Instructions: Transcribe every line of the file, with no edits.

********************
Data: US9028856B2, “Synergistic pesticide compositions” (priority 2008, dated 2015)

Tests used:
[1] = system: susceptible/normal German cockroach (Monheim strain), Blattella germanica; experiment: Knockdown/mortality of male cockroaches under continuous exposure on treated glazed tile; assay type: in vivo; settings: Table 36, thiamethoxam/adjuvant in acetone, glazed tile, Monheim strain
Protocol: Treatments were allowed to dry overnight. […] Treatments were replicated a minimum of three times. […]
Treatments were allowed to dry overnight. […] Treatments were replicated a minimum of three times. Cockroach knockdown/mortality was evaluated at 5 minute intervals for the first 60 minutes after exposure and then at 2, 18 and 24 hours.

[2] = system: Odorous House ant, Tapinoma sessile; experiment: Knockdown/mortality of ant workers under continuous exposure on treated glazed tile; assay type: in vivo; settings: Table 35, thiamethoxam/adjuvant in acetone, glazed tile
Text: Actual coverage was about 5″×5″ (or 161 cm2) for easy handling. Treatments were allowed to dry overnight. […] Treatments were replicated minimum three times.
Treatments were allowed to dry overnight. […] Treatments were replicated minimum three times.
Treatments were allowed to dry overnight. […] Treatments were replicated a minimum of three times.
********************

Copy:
Data: US9028856B2, “Synergistic pesticide compositions” (priority 2008, dated 2015)

Tests used:
[1] = system: susceptible/normal German cockroach (Monheim strain), Blattella germanica; experiment: Knockdown/mortality of male cockroaches under continuous exposure on treated glazed tile; assay type: in vivo; settings: Table 36, thiamethoxam/adjuvant in acetone, glazed tile, Monheim strain
Protocol: Treatments were allowed to dry overnight. […] Treatments were replicated a minimum of three times. […]
Treatments were allowed to dry overnight. […] Treatments were replicated a minimum of three times. Cockroach knockdown/mortality was evaluated at 5 minute intervals for the first 60 minutes after exposure and then at 2, 18 and 24 hours.

[2] = system: Odorous House ant, Tapinoma sessile; experiment: Knockdown/mortality of ant workers under continuous exposure on treated glazed tile; assay type: in vivo; settings: Table 35, thiamethoxam/adjuvant in acetone, glazed tile
Text: Actual coverage was about 5″×5″ (or 161 cm2) for easy handling. Treatments were allowed to dry overnight. […] Treatments were replicated minimum three times.
Treatments were allowed to dry overnight. […] Treatments were replicated minimum three times.
Treatments were allowed to dry overnight. […] Treatments were replicated a minimum of three times.